170

It should next be observed that, above all, the applicant has failed to explain the extent to which the effects reported in the Shioda and Wakabayashi (2000) study contradict the conclusions that ECHA drew regarding the identification of bisphenol A from other studies showing long-term effects following exposure to bisphenol A such as, in particular, the Bhandari et al. (2015) study conducted on the same species.

171

Consequently, the argument put forward with regard to the Shioda and Wakabayashi (2000) study cannot lead to the conclusion that the identification of bisphenol A is vitiated by a manifest error of assessment.

(iii) The Lahnsteiner et al. (2005) study on brown trout (Salmo trutta fario)

172

Third, according to the applicant, the Lahnsteiner et al. (2005) study on brown trout, referred to, inter alia, on page 57 of the Support Document, also has serious flaws, such as poor quality of test fish, poor replication, a lack of analytical confirmation or novel endpoints without validation. It is argued that, as a consequence of the foregoing, the EU RAR concluded that this study was inadequate for regulatory purposes. In spite of that finding, that study was relied upon in the Support Document, and given a reliability score of 2 in the Klimisch scoring system. The applicant takes the view that that study should have been given a score of 3 in the Klimisch scoring system, that is to say ‘not reliable’.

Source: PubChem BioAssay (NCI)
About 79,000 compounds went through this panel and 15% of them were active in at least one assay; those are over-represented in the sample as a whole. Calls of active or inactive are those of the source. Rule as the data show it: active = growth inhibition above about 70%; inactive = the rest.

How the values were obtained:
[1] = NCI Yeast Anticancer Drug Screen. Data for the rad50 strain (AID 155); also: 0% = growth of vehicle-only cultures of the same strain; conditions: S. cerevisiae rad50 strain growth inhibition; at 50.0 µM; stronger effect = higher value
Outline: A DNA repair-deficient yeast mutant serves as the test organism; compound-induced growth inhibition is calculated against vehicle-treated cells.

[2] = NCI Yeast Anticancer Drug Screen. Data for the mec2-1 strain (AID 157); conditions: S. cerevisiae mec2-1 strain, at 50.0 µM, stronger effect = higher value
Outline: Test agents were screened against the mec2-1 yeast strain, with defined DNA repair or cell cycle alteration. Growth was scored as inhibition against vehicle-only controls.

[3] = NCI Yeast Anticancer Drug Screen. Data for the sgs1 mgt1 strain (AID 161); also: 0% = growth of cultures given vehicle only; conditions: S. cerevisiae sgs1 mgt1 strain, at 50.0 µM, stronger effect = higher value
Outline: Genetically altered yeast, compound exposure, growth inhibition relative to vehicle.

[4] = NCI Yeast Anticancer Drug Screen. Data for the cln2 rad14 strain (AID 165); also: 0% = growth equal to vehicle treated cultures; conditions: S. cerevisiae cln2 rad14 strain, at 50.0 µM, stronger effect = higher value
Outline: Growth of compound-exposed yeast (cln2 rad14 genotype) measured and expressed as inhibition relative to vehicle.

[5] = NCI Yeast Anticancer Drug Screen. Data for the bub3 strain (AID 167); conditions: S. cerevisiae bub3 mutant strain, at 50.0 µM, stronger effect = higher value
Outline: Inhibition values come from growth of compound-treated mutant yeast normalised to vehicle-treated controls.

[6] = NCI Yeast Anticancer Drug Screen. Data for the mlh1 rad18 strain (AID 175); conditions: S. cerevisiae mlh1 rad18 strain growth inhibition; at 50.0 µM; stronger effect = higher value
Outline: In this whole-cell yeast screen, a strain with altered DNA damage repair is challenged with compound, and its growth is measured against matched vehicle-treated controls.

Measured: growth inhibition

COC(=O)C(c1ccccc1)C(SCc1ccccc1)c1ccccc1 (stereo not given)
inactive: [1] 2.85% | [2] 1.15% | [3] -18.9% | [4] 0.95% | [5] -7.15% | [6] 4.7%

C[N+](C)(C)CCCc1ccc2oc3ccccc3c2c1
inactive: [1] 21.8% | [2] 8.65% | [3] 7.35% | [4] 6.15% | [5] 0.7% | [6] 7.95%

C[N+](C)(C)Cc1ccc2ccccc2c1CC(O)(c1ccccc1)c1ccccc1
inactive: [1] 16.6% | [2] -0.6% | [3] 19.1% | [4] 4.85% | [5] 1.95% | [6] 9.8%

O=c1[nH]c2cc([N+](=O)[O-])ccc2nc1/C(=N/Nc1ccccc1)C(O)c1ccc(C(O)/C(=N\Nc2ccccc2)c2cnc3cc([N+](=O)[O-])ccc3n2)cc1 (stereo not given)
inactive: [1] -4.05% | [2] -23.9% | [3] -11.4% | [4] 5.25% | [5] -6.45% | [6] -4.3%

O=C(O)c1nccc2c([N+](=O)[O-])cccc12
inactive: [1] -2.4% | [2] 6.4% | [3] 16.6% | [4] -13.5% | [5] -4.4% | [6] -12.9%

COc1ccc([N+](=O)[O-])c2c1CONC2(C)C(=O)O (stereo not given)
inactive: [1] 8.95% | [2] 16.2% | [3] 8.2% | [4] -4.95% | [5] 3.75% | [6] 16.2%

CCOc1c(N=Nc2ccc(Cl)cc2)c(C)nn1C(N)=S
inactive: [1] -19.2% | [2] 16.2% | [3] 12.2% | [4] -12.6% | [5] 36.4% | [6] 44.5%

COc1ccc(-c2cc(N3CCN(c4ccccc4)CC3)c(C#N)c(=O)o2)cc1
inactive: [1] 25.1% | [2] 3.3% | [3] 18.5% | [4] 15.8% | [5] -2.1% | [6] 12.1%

173

ECHA, supported by the Federal Republic of Germany, the French Republic and ClientEarth, rejects that argument.

174

In that connection, ECHA admittedly does not dispute the fact that the Lahnsteiner et al. (2005) study contains data characterised by low reliability. Nevertheless, as already noted in paragraph 64 above, it is inherent to the weight of evidence approach that the database used may contain deficient data relating to a certain endpoint. Thus the low reliability of certain data contained in a study used by ECHA does not, per se, preclude ECHA using such a study in the assessment of a substance. In such cases, however, it is for ECHA to take into consideration the low reliability of that data in the weighting of the various data available.

175